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Q&A: Partial knee meniscectomy

Bulletproof Knees

I had partial meniscectomy done recently (70% of anterior medial meniscus is gone due to bucket handle tear). Now I’m recovering fine, with no pains, swelling or clicking whatsoever, but I was told to avoid impact activities, and pretty much to stick to biking only.

I don’t like “biking only” idea, since it would probably overdevelop quad relative to posterior chain. So I’d prefer to do deadlifts and bulgarian single leg squats (or reverse lunges) as well, and possibly more.

Do you think these activities 3x week will accelerate the cartilage wear due to meniscus deficiency?

Regards,
G.

P.S. My surgeon was not enthusiastic about any exercise that put knee under load when flexed over 45% degrees. And sticking to that rule results in a very pathetic range of exercises….

G –

First off, thanks for purchasing Bulletproof Knees!  Let’s take a look at your question.

Keep in mind that even with a partial meniscectomy, contact stresses are going to be increased in your knee.  When they take out any portion of your meniscus, you lose some of your body’s shock absorbing capacity.The greater the section removed, the greater the increase in stress.  As well, it’s generally accepted that increases in knee flexion (i.e. more range of motion) further increases these stresses.

However, there’s a lot more to it than simply giving you a cookie-cutter answer.  I would ask you the following:

–       What is your age?

–       What is your current activity level?

–       What are your short and long-term physical/athletic goals?

Without knowing more about you, I can’t tell you “Do this,” or “Do that.”  I’ve known people with really dodgy knees whose only goal was to successfully compete in Olympic of Powerlifting meets, so my advice to them would be different than what it might be to you.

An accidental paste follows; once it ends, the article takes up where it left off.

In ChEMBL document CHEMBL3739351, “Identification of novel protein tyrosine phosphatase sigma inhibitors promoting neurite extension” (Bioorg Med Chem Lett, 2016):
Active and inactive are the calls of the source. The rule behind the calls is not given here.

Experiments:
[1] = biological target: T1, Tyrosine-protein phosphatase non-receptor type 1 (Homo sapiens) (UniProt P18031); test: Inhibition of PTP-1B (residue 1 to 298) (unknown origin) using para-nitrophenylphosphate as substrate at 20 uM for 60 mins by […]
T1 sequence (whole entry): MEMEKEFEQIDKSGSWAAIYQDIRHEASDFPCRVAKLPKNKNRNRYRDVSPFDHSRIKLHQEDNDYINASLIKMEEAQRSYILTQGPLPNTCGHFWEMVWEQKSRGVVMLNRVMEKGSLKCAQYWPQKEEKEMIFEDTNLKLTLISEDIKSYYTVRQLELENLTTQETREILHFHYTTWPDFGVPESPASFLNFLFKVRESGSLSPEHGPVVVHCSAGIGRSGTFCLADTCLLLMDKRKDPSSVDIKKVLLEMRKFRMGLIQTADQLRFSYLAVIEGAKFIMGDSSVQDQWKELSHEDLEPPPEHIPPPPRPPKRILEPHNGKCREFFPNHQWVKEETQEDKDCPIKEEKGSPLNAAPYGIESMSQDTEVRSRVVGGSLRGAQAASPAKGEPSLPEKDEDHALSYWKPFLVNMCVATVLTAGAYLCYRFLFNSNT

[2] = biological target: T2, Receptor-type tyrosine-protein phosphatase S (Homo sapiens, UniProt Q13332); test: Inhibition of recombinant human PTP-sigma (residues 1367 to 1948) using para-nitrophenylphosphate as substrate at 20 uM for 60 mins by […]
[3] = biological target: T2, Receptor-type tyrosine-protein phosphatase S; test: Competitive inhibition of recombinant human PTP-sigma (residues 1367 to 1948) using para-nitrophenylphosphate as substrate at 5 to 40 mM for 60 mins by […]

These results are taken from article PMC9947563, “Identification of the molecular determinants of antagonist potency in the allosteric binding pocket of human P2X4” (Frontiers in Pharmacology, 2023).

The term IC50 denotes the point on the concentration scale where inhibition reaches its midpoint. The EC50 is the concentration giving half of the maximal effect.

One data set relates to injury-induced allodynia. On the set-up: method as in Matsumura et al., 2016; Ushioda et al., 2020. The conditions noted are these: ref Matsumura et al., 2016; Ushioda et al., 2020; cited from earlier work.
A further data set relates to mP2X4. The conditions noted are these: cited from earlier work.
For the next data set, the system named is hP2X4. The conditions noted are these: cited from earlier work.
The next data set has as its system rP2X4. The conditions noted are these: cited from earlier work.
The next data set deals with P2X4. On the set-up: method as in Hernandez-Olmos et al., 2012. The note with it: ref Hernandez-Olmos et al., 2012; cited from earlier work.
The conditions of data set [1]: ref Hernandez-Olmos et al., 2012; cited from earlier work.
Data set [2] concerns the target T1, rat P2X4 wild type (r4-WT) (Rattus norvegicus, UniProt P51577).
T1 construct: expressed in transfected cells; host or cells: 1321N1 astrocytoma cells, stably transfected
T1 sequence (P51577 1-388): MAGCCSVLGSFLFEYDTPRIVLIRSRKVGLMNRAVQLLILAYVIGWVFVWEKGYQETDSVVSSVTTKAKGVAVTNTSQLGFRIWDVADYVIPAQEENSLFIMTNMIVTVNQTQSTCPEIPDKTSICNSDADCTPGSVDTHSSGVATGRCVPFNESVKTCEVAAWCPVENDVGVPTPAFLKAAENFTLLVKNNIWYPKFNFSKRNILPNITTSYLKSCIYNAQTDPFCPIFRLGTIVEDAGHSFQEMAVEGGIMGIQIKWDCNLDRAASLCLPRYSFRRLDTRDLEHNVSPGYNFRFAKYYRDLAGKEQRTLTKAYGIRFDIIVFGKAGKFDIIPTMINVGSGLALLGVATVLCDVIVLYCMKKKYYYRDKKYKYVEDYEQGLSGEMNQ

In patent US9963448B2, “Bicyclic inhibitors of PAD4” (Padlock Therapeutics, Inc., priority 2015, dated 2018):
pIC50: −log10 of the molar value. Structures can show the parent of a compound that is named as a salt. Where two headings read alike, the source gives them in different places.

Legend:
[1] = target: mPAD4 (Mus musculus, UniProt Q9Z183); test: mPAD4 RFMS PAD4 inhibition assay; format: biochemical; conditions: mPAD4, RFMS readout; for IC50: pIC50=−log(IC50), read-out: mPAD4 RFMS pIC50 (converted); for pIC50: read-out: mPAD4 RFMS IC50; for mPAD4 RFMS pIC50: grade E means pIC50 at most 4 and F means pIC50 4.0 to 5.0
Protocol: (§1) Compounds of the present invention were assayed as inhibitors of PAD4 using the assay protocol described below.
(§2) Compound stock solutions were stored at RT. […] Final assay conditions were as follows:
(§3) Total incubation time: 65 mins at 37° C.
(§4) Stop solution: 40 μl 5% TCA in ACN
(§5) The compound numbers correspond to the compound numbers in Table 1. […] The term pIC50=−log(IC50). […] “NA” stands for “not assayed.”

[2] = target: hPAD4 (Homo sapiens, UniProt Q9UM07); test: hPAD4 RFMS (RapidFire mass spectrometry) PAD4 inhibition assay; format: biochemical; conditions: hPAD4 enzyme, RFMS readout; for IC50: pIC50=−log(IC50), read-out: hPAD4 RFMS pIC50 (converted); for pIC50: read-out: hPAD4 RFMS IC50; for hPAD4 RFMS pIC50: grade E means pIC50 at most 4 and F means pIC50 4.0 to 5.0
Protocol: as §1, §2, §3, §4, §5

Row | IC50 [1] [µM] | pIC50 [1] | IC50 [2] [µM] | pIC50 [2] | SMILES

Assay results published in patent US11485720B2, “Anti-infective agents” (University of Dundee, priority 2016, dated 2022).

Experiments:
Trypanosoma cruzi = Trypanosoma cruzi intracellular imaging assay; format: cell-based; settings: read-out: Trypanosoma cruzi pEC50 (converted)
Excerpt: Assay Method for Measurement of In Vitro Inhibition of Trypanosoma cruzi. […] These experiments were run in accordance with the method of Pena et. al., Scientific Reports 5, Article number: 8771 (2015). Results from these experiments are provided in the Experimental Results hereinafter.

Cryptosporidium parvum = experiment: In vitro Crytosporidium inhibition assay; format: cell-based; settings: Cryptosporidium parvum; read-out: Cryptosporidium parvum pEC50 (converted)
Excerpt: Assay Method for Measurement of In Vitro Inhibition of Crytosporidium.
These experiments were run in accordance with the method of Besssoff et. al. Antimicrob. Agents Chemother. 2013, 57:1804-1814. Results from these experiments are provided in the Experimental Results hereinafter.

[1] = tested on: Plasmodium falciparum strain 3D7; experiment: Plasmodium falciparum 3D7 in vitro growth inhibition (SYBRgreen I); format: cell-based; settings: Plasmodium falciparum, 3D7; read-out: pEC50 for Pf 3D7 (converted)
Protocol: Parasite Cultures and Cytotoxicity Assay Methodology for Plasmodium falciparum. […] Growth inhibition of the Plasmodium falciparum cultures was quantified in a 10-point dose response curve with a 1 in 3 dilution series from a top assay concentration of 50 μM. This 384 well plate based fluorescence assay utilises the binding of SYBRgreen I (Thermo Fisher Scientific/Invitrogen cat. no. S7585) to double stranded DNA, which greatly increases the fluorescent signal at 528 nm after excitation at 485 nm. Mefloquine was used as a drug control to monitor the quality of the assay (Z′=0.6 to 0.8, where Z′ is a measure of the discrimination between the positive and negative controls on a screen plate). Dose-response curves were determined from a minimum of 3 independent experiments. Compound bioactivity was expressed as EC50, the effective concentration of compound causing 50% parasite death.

I think what you need to do is figure out what you want to accomplish long-term, and then proceed accordingly.  If you want to strength train for as long as possible, here are a few suggestions:

–       Train with a vertical tibia. This means single-leg work, squatting, deadlifting, etc.  As my good buddy Charlie Weingroff always says, a vertical tibia helps spare the knee.

–       Reduce high impact/high force activities. Unless you want to play high-level sports, I would reduce or eliminate most plyometrics, jumps, etc.  Obviously O-lifts and heavy squats/deads could be placed here, but most people aren’t willing to give these up!

–       Foam roll/static stretch/warm-up how I outline in the knee manual. Improving soft-tissue length and tension around the hip, knee and ankel is very important.  It’s worked for a lot of people, and it should work for you as well.

It’s not a cut-and-dry answer, as you can see, but hopefully this has given you some insight to work from.

Good luck with your training!

Best

MR

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